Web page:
The kitchen waste we so easily get rid of could transform into a resource we rarely think of especially among us urbanites.
When we put vegetable wastes, fruit peels, tea waste, onion & banana peels mixed with egg shells together with some dry leaves and soil, we create a mixture that over time transforms into food for other crops.
Composting happens when organic or rotting matter is allowed to sit in a covered environment over time which breaks up complex waste matter into simpler compounds easily absorbed as crop nutrients.
Depending on the starting material, compost converts into a rich source of soil carbon and nitrogen flavored with a concoction of other micro nutrients such as calcium, sulfur, potassium and boron.
Since crops can’t utilize the rotting matter as it is, composting facilitates the breakdown of waste into substances which crops can easily absorb and assimilate.
But this is only possible through action of microorganisms.
Composting microorganisms facilitate breakdown of matter not only in a way that’s sustainable naturally but also to allow that good chemical, physical and microbial balance to exist which is ultimately good for any soil.
Composting need not be complex.
All that’s needed is a container where one places waste matter after cutting it into smaller pieces to facilitate fast degradation.
A good balance needs to be struck between waste high in nitrogen (smelly stuff) and that high in carbon (brownish dry stuff like dry leaves).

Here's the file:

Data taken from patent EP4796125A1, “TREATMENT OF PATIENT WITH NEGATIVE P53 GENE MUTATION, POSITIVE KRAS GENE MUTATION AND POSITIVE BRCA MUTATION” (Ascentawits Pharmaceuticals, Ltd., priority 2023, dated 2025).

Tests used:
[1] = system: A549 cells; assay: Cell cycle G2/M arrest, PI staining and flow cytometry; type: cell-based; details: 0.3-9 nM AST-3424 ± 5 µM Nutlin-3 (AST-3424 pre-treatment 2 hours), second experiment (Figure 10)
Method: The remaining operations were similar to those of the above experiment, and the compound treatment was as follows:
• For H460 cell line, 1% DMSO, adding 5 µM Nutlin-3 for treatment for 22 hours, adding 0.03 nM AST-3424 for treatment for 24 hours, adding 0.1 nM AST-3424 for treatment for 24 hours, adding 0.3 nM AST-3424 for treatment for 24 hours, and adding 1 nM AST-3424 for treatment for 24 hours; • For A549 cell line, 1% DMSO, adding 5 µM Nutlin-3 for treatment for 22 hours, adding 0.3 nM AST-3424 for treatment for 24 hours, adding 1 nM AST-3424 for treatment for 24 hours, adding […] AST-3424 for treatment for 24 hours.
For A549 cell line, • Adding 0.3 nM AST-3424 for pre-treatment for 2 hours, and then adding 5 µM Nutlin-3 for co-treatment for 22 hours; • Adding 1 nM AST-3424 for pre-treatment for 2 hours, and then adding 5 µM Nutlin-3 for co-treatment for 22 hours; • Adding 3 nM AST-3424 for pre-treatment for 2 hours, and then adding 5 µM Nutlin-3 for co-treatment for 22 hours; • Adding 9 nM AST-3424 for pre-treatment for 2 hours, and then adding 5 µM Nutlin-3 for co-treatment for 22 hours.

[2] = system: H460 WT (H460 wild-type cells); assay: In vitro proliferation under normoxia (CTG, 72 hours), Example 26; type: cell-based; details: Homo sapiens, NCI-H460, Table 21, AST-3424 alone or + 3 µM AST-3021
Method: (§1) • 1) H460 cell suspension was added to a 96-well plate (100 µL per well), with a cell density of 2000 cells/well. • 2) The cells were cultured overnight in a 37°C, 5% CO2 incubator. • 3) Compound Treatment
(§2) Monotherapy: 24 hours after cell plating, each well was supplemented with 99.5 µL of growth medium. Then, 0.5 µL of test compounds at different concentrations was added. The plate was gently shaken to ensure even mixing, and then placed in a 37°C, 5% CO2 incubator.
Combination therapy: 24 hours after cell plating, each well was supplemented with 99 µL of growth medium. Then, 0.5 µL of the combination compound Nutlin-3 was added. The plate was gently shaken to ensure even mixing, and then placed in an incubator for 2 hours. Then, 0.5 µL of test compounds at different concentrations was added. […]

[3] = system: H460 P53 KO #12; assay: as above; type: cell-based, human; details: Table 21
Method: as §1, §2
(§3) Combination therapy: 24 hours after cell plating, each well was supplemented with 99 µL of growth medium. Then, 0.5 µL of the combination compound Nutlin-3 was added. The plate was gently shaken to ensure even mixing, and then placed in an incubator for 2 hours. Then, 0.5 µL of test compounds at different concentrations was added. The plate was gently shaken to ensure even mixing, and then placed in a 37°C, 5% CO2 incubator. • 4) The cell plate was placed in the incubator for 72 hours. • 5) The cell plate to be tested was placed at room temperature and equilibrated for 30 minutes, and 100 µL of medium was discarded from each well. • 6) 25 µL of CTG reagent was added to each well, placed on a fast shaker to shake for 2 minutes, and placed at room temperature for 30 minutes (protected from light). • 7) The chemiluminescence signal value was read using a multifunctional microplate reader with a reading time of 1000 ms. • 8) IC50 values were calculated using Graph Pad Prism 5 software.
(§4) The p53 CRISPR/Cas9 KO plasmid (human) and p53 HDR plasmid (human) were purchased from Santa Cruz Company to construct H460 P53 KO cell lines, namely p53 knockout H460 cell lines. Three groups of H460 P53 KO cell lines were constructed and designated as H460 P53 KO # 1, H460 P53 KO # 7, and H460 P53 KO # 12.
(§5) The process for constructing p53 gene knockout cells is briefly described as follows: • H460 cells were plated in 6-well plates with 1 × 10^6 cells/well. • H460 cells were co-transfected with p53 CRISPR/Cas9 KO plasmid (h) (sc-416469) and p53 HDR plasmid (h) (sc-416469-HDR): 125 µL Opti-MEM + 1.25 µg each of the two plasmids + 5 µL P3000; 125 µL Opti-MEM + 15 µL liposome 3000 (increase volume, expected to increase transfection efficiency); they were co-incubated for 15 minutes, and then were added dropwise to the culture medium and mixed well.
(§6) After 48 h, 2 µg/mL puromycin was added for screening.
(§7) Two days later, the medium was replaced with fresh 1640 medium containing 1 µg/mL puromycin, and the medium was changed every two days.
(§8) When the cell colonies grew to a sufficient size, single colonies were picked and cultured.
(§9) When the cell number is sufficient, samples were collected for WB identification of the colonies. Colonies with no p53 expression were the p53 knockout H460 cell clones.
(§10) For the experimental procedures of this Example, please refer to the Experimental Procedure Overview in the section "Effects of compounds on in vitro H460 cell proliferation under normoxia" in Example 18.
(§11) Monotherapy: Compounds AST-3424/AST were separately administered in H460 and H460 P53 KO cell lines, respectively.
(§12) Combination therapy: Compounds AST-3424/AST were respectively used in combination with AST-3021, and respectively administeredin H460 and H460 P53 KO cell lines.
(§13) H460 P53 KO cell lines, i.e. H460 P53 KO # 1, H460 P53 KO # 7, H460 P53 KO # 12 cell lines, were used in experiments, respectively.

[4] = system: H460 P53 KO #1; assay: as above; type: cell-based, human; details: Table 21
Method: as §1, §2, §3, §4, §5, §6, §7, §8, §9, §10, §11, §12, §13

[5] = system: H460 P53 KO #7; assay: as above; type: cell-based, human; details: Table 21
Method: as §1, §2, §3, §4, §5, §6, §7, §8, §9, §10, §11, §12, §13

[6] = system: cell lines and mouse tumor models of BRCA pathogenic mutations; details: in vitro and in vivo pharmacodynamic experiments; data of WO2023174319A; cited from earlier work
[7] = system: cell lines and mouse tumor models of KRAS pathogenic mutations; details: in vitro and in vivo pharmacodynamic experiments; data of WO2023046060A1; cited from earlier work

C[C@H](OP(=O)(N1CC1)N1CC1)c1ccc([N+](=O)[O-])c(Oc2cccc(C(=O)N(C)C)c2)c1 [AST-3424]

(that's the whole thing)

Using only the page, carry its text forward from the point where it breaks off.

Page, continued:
A handful of material from past composting could be added to introduce the right microorganisms to fast track the process.
Also a carbohydrate source such as molasses or waste flour could be added as a food source for the microbes.
The contents of the compost pile could be ‘optimized’ to provide the required nutrients if need be…
Vegetable waste is rich in nitrogen;
Eggshells are rich in calcium;
Banana peels are a good source of potassium;
Onion and garlic peels contain sulfur:
Dry leaves or sawdust contain a good amount of carbon:
Rock dust could supplement the other micro nutrients needed for crops to thrive.
Ensuring that the compost pile is damp while regularly ‘turning’ it over maximizes microbial action over the whole pile.
Though most rotting matter can be composted, dairy, meat and fish waste may be avoided because they attract rodents.
Depending on the size of the pile, finished compost could be ready in about 3-6 months to be on the safe side.
At this stage, it will be a mound of brown, aerated particles with a fresh smell.
Composting helps us ‘close the loop’ on the cycle of some nutrients preventing losses through the environment.
Of concern is phosphorus, considered a macro nutrient in agriculture which is relatively scarce (compared to nitrate and potassium) and is easily washed away into water bodies leading to development of algae and vascular plants such as hyacinths.
But this same nutrient cycle benefits could also be extended to other micro-nutrients craved for by crops such as sulfur, calcium and magnesium.
But composting could also help in opening up business opportunities to the open minded in more ways than one.
The budding entrepreneur could take advantage of poor solid waste disposal in urban centres by establishing a rubbish collection service who’s main aim is to recycle organic waste to make compost which could be sold to farmers.
Possibly the only resources needed to start such a venture could be a piece of land in an area where composting is allowed, permits from the local authorities, a business registration certificate, public health permits and some capital to rent vehicles to transport the trash.
Food waste is a goldmine waiting to be unearthed by those who are ready to sweat it out today in order to enjoy tomorrow.
Take that step of faith.
Go for it.